Before last night’s Game Six Philadelphia 76ers’ victory over the Boston Celtics, Philly legend Allen Iverson stepped on the hardwood one more time to deliver the game ball. The reception he received was unanimous love from the city that watched him grow up, become one of the more polarizing figures in the league, and fight to his last breath on a nightly basis. His “one versus five” mentality was sometimes justified (and sometimes not) by the roster around him, yet nonetheless always the driving force behind the way he played. Below is his entrance and Philadelphia’s welcome:
Allen Iverson, because of his personal style, his quotes, his aversion to doing anything other than what he wanted to do, transcended basketball; and really, that’s without saying anything about his gritty, slicing, hungry attack of the game itself.
And now, as Iverson alluded to in an interview during the game, he still wants to play again, more than ever, but interest from NBA franchises is at an all-time low. Before delving into the nuts-and-bolts questions of whether Iverson can be a serviceable member of a team or where he’s at physically — though for what it’s worth, he looked as if he hadn’t aged at all since the last time I saw him — it’s important to remember what NBA teams are likely thinking to themselves: We’ve been here before.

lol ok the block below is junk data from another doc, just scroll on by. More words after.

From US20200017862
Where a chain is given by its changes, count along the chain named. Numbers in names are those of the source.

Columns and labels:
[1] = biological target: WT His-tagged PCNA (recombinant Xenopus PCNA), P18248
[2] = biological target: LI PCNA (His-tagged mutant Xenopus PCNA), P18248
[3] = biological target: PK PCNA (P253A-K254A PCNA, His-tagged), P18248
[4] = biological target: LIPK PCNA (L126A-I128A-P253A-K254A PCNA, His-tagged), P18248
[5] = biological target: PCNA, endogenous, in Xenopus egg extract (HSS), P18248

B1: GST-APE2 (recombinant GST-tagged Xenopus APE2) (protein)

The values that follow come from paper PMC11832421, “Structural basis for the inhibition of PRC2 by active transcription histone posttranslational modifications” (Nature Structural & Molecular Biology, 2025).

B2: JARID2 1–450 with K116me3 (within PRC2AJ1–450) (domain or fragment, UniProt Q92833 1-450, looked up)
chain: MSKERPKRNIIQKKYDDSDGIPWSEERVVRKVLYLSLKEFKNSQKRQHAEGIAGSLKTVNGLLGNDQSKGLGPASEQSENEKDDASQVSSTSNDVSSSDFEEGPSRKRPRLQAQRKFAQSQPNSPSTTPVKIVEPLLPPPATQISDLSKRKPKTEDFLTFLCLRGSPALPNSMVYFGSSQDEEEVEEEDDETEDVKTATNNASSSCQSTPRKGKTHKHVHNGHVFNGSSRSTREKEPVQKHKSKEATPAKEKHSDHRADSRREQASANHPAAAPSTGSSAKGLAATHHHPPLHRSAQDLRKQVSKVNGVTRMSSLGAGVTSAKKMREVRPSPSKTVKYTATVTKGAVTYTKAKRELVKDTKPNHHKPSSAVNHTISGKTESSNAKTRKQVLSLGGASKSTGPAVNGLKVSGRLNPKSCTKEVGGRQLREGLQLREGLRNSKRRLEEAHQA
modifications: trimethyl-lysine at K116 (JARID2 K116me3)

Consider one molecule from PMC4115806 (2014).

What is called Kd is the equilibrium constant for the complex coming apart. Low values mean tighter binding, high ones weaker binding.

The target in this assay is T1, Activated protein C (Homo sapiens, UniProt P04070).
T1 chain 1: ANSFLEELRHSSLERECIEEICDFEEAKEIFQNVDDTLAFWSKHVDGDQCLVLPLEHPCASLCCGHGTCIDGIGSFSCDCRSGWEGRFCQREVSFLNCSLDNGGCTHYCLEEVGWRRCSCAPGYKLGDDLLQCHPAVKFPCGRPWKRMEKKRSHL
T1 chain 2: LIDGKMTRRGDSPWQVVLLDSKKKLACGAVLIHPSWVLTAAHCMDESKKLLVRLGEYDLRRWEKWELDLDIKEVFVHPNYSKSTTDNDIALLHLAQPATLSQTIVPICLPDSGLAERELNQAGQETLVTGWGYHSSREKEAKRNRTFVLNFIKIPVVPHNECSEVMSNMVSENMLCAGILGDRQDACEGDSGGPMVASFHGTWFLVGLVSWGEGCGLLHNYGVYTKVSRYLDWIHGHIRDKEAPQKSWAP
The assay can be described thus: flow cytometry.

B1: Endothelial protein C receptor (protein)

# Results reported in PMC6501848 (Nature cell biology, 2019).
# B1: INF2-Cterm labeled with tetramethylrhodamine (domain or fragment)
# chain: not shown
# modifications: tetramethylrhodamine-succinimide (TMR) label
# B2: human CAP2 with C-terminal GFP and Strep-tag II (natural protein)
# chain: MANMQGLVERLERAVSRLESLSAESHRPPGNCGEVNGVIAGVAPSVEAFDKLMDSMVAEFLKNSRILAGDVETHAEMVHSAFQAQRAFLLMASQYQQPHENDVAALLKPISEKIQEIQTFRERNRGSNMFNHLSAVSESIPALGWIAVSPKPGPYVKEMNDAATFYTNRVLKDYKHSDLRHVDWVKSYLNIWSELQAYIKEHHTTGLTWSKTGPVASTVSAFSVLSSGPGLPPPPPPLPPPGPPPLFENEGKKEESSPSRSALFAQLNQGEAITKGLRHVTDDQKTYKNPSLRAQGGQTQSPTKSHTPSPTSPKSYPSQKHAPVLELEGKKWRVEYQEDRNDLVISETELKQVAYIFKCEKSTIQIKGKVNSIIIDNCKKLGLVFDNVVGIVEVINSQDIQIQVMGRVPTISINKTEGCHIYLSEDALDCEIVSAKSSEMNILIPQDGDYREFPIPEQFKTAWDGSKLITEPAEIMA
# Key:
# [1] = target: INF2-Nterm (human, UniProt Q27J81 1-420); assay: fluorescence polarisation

Iverson’s previous return attempts have begun with the hope that the A.I. of old, the one we’ll always remember anyway, can find that magic again in some capacity. Even if it was 15 minutes a night off the bench, we’ve always wanted to go back down memory lane with A.I. It’s just that for personal or basketball reasons, it’s never worked out the way we, or Iverson probably, see it in our heads. Before we can imagine too much at all, the spark’s already gone out, and Iverson’s departures from his returns have fizzled away into afterthoughts.
Whether or not Allen Iverson can still contribute something to the NBA is unknown. And without any interest, we may never know. But to hear him say, with trademark Iverson on-the-sleeve passion, that he “wants to play basketball so bad,” it makes one wonder what could happen, what could be arranged so that the A.I. of my youth can come back one last time, and exit on a level on par with what his career has meant to so many.
Then you remember that Iverson has had chances before, and that nostalgia is a powerful feeling. Maybe we haven’t seen the last of A.I.; maybe he’ll push harder than ever, the underdog once again, to make a roster in the NBA. But if it doesn’t pan out the way we wish it might, we still have those memories every time we see Allen Iverson pop up again, like last night. That’s why, no matter what else happens, it’s always so good to see him.
Griffin Gotta contributes to The Hoop Doctors and is a co-managing editor of Straight Outta Vancouver on SB Nation. The story arcs and infinite weirdness of the NBA are addictions he deals with every day. Email him at griffingotta at gmail dot com.